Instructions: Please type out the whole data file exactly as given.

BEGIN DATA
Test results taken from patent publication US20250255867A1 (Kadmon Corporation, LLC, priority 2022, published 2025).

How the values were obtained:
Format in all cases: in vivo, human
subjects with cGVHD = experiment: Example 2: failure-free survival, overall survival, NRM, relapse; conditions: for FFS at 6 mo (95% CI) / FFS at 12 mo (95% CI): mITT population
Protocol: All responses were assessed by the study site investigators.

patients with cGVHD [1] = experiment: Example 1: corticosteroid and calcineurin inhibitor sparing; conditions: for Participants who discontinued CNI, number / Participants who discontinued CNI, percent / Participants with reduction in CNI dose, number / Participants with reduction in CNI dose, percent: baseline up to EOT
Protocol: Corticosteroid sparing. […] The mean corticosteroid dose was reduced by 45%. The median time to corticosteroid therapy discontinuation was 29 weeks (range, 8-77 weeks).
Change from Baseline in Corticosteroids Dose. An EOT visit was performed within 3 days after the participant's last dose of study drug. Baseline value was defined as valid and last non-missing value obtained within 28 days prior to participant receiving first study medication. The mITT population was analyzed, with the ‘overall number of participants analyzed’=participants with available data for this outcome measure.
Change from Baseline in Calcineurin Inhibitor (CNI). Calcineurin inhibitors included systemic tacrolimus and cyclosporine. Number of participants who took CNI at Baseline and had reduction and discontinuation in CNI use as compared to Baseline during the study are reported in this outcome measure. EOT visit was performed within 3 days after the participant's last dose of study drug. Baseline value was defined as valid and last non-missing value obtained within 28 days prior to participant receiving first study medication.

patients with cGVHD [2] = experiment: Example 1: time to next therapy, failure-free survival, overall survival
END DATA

Test results taken from patent publication US20250255867A1 (Kadmon Corporation, LLC, priority 2022, published 2025).

How the values were obtained:
Format in all cases: in vivo, human
subjects with cGVHD = experiment: Example 2: failure-free survival, overall survival, NRM, relapse; conditions: for FFS at 6 mo (95% CI) / FFS at 12 mo (95% CI): mITT population
Protocol: All responses were assessed by the study site investigators.

patients with cGVHD [1] = experiment: Example 1: corticosteroid and calcineurin inhibitor sparing; conditions: for Participants who discontinued CNI, number / Participants who discontinued CNI, percent / Participants with reduction in CNI dose, number / Participants with reduction in CNI dose, percent: baseline up to EOT
Protocol: Corticosteroid sparing. […] The mean corticosteroid dose was reduced by 45%. The median time to corticosteroid therapy discontinuation was 29 weeks (range, 8-77 weeks).
Change from Baseline in Corticosteroids Dose. An EOT visit was performed within 3 days after the participant's last dose of study drug. Baseline value was defined as valid and last non-missing value obtained within 28 days prior to participant receiving first study medication. The mITT population was analyzed, with the ‘overall number of participants analyzed’=participants with available data for this outcome measure.
Change from Baseline in Calcineurin Inhibitor (CNI). Calcineurin inhibitors included systemic tacrolimus and cyclosporine. Number of participants who took CNI at Baseline and had reduction and discontinuation in CNI use as compared to Baseline during the study are reported in this outcome measure. EOT visit was performed within 3 days after the participant's last dose of study drug. Baseline value was defined as valid and last non-missing value obtained within 28 days prior to participant receiving first study medication.

patients with cGVHD [2] = experiment: Example 1: time to next therapy, failure-free survival, overall survival